The supplementary motor cortex (SMA) is located anterior to the primary motor cortex, and is considered to play an important role in planning, initiating and maintaining sequential motor actions. Disturbance of this area sometimes causes severe contralateral hemiplegia. If the disturbance doesn't affect the primary motor cortex, motor function will recover in relatively early postoperative time. We encountered two cases in which the patients developed postoperative severe hemiplegia after resection of a medial frontal lobe glioma, although there was no apparent change shown in the monitoring of intraoperative motor evoked potential (MEP). Both cases recovered from hemiplegia in the early postoperative period. In our cases, the disturbances of SMA were considered to be the causes of the development of transient hemiplegia. Intraoperative MEP monitoring is useful to distinguish the damage of the primary motor area from that of the SMA.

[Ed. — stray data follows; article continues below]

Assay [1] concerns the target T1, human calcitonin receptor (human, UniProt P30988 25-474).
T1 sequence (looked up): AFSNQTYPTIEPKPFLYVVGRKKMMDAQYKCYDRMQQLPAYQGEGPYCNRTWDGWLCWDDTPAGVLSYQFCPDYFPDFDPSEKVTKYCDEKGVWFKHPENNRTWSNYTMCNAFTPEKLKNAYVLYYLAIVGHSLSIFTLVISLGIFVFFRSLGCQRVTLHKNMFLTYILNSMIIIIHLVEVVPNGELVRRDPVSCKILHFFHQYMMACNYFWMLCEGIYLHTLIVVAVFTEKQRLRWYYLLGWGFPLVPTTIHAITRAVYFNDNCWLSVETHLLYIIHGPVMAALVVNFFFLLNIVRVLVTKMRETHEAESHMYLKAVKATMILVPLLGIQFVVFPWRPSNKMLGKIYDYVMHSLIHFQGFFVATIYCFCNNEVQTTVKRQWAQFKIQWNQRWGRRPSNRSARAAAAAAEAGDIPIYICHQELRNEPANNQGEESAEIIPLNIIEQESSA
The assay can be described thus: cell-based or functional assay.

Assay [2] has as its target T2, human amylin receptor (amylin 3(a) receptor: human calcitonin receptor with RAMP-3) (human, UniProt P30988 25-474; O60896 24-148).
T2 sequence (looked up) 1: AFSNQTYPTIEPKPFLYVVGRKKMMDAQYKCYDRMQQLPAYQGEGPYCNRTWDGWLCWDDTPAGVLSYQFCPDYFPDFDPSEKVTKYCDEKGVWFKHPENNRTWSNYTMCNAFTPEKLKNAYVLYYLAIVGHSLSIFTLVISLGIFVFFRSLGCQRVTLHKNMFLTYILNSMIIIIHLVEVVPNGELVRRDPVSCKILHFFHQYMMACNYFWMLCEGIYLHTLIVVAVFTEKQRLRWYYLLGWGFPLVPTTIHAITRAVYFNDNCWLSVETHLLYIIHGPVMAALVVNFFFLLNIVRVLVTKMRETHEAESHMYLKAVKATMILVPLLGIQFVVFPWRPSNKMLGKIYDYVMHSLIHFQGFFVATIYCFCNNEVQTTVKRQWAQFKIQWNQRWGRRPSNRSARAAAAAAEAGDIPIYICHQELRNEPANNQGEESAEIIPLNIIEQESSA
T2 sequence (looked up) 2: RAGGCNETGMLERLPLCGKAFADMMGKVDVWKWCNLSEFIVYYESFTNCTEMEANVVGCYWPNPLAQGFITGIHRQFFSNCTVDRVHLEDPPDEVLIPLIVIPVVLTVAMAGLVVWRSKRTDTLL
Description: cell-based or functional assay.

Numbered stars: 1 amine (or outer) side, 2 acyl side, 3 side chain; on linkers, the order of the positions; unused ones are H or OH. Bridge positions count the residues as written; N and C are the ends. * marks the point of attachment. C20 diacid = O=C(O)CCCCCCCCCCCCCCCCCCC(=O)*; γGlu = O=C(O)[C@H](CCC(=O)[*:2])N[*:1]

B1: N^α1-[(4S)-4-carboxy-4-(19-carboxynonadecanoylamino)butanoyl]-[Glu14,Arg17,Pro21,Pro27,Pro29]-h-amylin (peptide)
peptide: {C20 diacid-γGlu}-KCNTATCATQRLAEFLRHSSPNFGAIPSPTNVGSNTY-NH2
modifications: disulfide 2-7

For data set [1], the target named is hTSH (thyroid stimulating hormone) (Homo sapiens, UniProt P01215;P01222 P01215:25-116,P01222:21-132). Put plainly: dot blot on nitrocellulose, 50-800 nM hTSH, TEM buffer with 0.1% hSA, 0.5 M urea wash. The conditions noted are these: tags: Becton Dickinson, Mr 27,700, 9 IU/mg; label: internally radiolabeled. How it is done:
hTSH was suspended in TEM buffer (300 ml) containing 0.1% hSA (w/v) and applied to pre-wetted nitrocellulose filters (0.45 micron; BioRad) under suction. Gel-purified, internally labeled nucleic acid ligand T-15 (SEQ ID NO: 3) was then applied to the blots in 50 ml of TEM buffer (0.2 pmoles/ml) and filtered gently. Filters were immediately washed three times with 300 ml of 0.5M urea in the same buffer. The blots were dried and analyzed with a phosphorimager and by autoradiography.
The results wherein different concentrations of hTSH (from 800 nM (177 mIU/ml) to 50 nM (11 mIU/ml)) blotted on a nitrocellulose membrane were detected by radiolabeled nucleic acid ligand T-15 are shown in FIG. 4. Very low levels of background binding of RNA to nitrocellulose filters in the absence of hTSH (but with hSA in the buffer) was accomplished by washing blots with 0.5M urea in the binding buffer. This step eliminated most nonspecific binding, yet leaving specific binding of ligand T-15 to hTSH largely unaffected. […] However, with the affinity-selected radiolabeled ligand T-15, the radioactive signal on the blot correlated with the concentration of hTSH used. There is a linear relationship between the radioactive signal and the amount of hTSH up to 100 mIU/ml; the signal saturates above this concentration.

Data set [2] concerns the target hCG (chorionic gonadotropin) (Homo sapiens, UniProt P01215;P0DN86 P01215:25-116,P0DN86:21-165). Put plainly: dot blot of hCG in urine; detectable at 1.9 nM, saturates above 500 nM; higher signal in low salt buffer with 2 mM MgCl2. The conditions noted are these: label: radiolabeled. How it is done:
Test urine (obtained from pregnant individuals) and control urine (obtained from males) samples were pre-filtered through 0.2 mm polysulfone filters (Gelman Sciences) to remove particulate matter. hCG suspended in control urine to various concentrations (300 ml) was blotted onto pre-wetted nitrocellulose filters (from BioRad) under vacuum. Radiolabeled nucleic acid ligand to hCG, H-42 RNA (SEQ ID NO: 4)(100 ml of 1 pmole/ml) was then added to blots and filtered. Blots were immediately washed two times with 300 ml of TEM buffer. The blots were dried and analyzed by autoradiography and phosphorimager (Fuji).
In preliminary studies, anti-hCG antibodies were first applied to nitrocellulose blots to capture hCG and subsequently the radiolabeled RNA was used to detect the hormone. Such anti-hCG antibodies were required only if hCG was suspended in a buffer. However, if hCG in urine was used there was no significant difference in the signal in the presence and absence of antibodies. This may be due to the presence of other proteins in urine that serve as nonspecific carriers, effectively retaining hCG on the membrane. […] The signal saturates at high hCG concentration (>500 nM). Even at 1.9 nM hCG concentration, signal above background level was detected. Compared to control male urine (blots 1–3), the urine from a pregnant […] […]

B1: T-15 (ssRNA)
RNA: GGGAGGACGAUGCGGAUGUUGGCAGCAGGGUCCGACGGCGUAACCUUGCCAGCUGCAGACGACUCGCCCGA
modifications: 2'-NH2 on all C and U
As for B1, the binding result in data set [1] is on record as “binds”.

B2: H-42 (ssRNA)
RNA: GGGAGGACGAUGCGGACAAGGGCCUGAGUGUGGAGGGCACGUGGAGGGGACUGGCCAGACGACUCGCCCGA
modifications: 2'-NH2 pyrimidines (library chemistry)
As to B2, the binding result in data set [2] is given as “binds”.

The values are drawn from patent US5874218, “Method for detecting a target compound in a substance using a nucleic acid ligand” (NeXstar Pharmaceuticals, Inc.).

|Number of pages||7|
|Publication status||Published - Sep 2004|
All Science Journal Classification (ASJC) codes
- Clinical Neurology